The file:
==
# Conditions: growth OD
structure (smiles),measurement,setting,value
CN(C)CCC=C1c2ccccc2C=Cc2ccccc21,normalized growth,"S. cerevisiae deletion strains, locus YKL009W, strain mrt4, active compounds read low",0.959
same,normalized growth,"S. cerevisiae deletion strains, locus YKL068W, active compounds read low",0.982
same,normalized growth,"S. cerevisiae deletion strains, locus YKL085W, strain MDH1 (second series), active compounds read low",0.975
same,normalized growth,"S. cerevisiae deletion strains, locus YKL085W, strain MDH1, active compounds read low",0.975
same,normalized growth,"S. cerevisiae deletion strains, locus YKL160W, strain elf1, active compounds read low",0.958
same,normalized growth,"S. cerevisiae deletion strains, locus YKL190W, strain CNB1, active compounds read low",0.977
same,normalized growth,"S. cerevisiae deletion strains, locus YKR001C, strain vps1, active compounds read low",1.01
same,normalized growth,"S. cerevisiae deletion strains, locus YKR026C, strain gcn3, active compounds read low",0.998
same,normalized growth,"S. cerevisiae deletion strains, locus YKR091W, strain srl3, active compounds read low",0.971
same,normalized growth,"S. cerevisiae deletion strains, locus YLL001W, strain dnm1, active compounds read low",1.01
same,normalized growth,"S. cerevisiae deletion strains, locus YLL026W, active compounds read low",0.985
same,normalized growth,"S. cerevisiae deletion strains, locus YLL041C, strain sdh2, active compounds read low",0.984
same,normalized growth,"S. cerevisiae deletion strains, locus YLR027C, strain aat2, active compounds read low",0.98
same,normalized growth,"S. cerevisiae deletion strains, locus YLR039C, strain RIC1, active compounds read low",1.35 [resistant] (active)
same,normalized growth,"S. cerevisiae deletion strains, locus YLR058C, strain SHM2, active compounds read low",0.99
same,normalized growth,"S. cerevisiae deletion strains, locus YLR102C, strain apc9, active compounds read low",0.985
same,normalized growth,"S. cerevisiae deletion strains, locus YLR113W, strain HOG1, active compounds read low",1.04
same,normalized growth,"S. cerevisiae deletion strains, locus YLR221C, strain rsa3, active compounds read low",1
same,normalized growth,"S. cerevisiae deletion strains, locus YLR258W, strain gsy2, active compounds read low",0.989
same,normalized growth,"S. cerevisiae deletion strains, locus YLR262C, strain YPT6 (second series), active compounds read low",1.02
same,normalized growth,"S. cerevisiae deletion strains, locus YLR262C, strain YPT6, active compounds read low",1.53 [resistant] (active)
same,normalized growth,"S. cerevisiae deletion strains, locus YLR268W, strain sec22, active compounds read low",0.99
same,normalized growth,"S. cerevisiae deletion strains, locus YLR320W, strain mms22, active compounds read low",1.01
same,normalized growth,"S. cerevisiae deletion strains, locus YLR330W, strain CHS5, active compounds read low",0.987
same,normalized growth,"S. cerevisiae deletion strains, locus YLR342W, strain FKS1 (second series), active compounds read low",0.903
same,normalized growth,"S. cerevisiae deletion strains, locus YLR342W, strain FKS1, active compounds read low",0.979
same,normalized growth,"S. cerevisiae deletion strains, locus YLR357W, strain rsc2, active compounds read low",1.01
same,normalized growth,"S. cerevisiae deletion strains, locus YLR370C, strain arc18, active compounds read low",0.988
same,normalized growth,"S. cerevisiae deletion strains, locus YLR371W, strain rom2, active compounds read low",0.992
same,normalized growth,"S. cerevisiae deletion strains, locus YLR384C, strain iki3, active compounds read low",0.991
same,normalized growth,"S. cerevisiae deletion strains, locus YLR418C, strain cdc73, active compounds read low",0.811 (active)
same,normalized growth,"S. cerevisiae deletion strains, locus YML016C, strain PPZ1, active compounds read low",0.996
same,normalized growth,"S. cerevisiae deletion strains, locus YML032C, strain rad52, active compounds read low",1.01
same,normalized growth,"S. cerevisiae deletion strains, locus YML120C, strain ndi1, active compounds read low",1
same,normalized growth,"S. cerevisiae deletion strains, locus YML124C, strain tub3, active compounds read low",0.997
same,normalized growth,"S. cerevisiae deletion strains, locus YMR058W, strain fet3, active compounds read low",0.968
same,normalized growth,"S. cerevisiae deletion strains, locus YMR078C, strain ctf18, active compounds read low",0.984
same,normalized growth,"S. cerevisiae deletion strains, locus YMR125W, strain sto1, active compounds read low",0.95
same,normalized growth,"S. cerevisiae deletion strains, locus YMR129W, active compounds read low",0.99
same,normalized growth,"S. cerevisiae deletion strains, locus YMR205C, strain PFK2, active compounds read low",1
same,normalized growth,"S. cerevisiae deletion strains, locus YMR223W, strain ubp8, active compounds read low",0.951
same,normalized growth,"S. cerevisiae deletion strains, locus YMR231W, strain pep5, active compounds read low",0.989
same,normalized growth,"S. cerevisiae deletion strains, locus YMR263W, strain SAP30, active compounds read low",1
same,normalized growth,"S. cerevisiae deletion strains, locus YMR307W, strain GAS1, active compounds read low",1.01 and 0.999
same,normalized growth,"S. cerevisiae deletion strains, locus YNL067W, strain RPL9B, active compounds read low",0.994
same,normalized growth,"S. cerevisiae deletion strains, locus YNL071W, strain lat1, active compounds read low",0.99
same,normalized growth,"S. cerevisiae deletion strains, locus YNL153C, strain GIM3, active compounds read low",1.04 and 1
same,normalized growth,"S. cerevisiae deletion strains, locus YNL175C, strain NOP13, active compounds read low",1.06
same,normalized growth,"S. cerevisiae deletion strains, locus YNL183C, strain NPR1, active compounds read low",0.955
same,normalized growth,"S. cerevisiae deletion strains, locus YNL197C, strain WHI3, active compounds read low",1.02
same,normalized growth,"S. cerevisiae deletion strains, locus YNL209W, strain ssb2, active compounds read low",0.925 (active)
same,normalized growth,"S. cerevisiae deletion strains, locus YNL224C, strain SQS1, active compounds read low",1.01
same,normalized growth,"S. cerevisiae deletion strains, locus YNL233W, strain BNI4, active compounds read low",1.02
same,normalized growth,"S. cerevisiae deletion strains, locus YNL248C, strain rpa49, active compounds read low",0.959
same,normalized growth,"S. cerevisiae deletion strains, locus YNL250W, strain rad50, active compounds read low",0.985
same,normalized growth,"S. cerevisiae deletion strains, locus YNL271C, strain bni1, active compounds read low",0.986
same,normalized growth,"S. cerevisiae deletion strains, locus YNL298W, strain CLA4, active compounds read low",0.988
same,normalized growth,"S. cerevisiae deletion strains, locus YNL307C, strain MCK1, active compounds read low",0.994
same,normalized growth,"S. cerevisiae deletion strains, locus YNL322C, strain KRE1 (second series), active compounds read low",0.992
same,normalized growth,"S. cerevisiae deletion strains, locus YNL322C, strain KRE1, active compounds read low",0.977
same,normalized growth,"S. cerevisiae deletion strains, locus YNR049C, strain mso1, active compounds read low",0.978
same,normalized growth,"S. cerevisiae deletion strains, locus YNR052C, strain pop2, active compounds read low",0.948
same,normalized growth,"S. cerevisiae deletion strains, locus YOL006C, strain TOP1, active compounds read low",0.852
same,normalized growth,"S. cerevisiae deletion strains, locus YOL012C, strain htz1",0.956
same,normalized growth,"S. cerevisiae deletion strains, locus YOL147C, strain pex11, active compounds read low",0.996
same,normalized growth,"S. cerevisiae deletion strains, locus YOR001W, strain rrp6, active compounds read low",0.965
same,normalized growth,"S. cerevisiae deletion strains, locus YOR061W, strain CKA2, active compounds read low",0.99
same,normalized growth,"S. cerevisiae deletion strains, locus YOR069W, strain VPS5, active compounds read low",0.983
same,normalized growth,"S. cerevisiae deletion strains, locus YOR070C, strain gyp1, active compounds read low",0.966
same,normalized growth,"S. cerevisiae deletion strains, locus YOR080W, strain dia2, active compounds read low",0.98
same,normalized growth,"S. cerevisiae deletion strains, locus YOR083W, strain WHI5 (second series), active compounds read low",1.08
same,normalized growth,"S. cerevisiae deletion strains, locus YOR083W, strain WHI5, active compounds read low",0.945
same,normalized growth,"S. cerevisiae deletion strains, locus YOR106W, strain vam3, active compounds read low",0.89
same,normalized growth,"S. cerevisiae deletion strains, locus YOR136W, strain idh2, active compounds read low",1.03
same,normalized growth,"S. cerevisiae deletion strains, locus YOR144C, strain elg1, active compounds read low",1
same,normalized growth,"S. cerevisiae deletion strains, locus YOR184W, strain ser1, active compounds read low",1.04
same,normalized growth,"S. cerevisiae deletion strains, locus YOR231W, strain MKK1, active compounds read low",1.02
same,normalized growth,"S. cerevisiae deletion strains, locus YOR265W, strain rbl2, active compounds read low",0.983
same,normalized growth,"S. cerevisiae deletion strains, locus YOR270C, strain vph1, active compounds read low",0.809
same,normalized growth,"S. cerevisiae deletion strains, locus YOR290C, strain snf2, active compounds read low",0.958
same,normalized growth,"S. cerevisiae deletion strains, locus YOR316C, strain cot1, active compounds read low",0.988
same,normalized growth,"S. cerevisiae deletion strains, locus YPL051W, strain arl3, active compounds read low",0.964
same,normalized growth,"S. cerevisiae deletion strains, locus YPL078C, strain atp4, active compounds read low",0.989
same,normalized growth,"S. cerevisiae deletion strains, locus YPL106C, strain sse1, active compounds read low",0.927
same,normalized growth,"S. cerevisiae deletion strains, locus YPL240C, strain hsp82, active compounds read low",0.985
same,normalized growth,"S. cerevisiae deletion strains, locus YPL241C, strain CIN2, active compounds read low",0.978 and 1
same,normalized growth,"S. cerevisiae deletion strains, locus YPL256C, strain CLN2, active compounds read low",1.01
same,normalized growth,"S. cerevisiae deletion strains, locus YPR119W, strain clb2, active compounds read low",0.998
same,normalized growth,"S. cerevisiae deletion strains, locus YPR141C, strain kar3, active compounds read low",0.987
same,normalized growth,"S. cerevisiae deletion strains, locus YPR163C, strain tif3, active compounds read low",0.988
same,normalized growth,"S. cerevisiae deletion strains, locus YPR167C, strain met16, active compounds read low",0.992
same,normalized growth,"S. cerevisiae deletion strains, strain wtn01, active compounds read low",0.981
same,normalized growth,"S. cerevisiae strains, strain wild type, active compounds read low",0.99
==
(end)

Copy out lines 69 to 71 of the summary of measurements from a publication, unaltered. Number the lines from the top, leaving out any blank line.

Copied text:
same,normalized growth,"S. cerevisiae deletion strains, locus YOR061W, strain CKA2, active compounds read low",0.99
same,normalized growth,"S. cerevisiae deletion strains, locus YOR069W, strain VPS5, active compounds read low",0.983
same,normalized growth,"S. cerevisiae deletion strains, locus YOR070C, strain gyp1, active compounds read low",0.966